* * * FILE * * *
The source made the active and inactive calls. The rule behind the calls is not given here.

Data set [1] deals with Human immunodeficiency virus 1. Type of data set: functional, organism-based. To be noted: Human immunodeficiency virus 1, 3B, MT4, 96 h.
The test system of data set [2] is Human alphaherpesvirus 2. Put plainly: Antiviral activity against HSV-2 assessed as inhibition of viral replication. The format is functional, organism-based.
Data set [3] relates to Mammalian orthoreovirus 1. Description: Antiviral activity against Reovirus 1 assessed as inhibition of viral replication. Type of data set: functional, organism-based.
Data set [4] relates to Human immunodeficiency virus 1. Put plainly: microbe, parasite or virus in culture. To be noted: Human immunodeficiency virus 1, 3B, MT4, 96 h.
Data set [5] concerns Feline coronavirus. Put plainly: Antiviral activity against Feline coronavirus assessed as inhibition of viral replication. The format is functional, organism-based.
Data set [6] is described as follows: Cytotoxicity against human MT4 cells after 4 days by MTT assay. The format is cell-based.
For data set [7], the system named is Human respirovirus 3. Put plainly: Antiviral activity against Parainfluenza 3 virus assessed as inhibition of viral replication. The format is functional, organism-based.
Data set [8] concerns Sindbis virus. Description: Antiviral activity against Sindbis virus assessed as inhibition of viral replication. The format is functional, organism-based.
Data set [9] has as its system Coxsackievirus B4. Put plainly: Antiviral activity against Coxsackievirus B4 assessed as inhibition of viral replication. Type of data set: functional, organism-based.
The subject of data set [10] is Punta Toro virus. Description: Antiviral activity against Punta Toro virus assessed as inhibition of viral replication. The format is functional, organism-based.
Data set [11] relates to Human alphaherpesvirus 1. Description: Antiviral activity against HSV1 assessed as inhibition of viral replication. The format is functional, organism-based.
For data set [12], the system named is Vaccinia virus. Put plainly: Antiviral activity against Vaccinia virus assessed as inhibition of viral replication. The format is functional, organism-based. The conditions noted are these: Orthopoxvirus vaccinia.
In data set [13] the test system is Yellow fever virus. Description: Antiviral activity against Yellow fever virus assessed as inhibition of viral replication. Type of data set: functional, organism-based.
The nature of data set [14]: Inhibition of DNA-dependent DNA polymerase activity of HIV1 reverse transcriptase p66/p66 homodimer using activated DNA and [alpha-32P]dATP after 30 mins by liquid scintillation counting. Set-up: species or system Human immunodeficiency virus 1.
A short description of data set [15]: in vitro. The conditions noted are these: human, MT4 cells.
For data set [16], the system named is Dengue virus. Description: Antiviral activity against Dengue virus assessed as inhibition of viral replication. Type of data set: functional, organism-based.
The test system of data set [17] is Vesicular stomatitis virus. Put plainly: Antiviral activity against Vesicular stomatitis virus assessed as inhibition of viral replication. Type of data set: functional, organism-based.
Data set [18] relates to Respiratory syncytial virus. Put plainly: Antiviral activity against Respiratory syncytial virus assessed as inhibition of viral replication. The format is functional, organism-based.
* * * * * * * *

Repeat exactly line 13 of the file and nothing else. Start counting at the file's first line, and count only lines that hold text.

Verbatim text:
For data set [12], the system named is Vaccinia virus. Put plainly: Antiviral activity against Vaccinia virus assessed as inhibition of viral replication. The format is functional, organism-based. The conditions noted are these: Orthopoxvirus vaccinia.